ALBUQUERQUE, N.M. — Guy and Elisabeth Dicharry might seem like unlikely crusaders against a coyote hunting contest.
They own a gun and are fiercely protective of the horses, goats, dogs, cats and chickens on their three-acre plot in Los Lunas, which borders the bosque near coyote habitat.
“I would shoot a coyote,” said 58-year-old Elisabeth Dicharry. “If one got in here right now and started to attack my horse or my goats, I would shoot it.”
And yet, the two have been leading the charge to try to stop the two-day competition this weekend sponsored by Gunhawk Firearms, saying they believe the idea of a contest that rewards the highest “body count” is cruel.
The competition has garnered international attention, with people from Bulgaria and Italy among the more than 28,000 who signed an online petition to end the hunt.
Those who support the hunt say
it is their right to hold it and it will help cull the predatory coyote population. Those against it say it’s a promotional stunt by Gunhawk and a public safety hazard.
Mark Chavez, 50, owner of Gunhawk, said he decided to hold the contest after an Albuquerque gun shop, Calibers Shooters Sports Center, called off a coyote hunt in the face of angry calls and emails. Chavez called the decision to hold the hunt a “simple” one.
“I felt that when Calibers backed out, that they, the animal activists, basically won at that point,” Chavez said. “To me, my right to hunt shouldn’t be taken away from me.”
Gunhawk has gotten a steady stream of phone calls and visitors — both for and against, including at least one written threat, Chavez said.
Sixty teams of either one or two people have paid the entry fee of $50 for the statewide hunt. Contestants will be able to hunt from 30 minutes before sunrise to 30 minutes after sundown Saturday — hours dictated by the state’s hunting rules — and until 2 p.m. Sunday. The winner, whoever bags the most coyotes, will get either a Browning Maxus 12-gauge shotgun or two AR-15 semi-automatic rifles.
Because Gunhawk does not have a permit to hold the contest on Bureau of Land Management land, Chavez said he will be advising contestants to stay off BLM land.
There is no coyote hunting season in New Mexico and hunters do not need a license to shoot coyotes.
The New Mexico Wildlife Services, which is a division of the U.S. Department of Agriculture, estimates that there are 120,000 coyotes in the state pre-whelping — or before they have their young — and about 320,000 after. USDA officials estimated that coyotes killed about 855 cattle and 4,303 calves in 2010 in New Mexico, based on data provided by ranchers. Together, the losses are valued at about $2.3 million.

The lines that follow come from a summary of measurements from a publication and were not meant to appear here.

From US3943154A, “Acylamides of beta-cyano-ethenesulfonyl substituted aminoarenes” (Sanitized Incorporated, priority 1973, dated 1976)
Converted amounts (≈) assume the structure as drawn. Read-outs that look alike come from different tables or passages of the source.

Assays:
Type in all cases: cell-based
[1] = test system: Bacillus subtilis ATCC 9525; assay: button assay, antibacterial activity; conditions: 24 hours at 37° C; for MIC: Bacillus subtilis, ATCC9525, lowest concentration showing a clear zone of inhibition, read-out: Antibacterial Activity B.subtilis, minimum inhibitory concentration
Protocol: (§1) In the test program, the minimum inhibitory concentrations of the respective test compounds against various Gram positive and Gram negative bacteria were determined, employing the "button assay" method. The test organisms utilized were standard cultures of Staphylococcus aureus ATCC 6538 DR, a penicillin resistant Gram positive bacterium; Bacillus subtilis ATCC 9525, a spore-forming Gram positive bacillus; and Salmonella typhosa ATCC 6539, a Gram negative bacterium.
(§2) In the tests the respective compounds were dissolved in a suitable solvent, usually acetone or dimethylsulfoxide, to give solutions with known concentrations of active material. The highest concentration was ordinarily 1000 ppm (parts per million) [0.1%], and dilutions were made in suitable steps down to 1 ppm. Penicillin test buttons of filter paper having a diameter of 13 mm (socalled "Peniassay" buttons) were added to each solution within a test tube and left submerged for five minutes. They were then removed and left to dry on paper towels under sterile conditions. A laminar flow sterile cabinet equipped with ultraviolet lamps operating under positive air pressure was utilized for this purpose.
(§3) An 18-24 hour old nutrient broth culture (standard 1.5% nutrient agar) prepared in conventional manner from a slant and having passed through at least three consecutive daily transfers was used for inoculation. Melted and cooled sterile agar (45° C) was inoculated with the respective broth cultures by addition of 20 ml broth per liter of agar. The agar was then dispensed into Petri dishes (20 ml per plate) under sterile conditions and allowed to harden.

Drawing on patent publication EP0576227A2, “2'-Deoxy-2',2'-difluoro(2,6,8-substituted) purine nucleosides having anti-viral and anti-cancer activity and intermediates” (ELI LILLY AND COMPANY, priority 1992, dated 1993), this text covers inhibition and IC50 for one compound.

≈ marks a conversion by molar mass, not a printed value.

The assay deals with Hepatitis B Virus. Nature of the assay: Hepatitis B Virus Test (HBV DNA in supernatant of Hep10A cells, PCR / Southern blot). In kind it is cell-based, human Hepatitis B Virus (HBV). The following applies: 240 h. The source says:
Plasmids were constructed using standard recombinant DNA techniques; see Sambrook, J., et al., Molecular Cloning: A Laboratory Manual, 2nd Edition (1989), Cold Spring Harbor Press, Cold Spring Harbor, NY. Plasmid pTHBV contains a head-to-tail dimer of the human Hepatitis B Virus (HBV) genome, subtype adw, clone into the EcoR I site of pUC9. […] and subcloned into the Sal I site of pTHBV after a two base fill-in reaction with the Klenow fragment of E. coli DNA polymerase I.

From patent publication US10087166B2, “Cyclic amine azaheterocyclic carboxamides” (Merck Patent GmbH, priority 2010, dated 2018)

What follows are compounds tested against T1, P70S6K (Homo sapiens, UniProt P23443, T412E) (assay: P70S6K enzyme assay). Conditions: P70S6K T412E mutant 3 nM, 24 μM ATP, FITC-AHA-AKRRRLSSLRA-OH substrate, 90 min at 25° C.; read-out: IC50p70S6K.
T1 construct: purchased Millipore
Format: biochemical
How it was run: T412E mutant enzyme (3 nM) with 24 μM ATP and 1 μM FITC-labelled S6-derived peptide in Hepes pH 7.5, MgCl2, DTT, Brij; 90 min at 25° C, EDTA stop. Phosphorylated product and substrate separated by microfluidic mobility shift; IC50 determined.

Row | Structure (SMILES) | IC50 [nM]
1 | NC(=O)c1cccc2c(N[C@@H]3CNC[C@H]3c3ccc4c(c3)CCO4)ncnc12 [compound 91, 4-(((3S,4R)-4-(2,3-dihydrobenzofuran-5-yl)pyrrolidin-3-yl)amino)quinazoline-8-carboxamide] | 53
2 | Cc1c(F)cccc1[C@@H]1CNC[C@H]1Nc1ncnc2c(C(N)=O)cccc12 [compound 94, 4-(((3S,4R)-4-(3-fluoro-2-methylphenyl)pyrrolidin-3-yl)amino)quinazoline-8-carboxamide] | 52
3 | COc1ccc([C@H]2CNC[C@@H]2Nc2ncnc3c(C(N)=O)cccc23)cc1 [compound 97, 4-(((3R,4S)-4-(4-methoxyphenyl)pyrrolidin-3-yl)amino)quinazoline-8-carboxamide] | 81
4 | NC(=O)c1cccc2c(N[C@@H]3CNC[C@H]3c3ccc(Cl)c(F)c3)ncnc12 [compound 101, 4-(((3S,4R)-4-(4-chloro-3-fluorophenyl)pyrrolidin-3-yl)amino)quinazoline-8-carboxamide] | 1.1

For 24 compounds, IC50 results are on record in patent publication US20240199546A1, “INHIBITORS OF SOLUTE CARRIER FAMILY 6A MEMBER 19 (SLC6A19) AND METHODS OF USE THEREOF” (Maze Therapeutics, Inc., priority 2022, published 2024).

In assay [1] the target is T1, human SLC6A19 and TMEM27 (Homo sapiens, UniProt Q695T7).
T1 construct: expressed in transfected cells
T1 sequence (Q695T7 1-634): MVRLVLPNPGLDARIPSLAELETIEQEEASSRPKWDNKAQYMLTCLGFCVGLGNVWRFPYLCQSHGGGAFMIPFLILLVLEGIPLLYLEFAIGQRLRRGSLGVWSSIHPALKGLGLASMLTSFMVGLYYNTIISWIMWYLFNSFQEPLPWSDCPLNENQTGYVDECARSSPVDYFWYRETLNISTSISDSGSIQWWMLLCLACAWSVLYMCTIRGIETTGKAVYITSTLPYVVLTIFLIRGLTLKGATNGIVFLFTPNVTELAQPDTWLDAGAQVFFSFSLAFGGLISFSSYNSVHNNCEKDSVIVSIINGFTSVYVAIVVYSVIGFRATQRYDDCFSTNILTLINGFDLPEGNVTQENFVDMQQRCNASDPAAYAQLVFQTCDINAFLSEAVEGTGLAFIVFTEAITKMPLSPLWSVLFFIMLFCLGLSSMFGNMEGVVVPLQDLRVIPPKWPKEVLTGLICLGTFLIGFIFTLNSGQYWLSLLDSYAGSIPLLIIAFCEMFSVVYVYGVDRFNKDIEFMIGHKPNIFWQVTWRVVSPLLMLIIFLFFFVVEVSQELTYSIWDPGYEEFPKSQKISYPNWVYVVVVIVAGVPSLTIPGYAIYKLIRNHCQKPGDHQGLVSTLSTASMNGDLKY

The New Mexico Cattle Growers’ Association is not involved in the contest, but executive director Caren Cowan said coyote hunting is helpful because “it helps keep nature in check.”
“Coyotes are a predator that needs to be managed,” she said. “Cattlemen and sheepmen do their best to manage them on their own. From time to time others want to help, and that’s fine.”
Coyotes also encroach into urban and suburban areas where they pose a risk to pets and people, said Alan May, state director of Wildlife Services.
They are a common sight in many parts of the Albuquerque area — from the Rio Grande bosque to the foothills, but it’s illegal to shoot within city limits.
The Dicharrys say they understand that ranchers need to protect their livestock against coyotes, but they object to the idea of holding a contest. They say it’s a publicity stunt; that it’s a public safety risk because it’s unclear where the hunters will be; and that it attracts more negative media attention to Los Lunas, where authorities are already weighing animal cruelty charges against a livestock business.
Guy Dicharry said the contest is inconsistent with what he values about hunting: killing animals for a purpose.
“It’s going to be a body count,” he said. “It’s not the same thing where if you’ve got a coyote causing problems to livestock, you kill that coyote and make sure it’s dead. This is just saying, ‘let’s go out and we’re going to use these animals, pile them up as many as we can to win a prize.'”
The Journal has received dozens of letters from all corners of the state expressing outrage over the hunt.
“Kill because it is fun? Kill for the sake of killing? We already have enough young people killing or threatening to kill each other,” wrote one reader.
But that doesn’t deter Chavez.
He acknowledges that the contest has been good for business, and says he will likely hold similar events in the future.
“It’s turning into something different than just a coyote hunt,” Chavez said. “It’s more about rights. It’s more about hunting.”
— This article appeared on page A1 of the Albuquerque Journal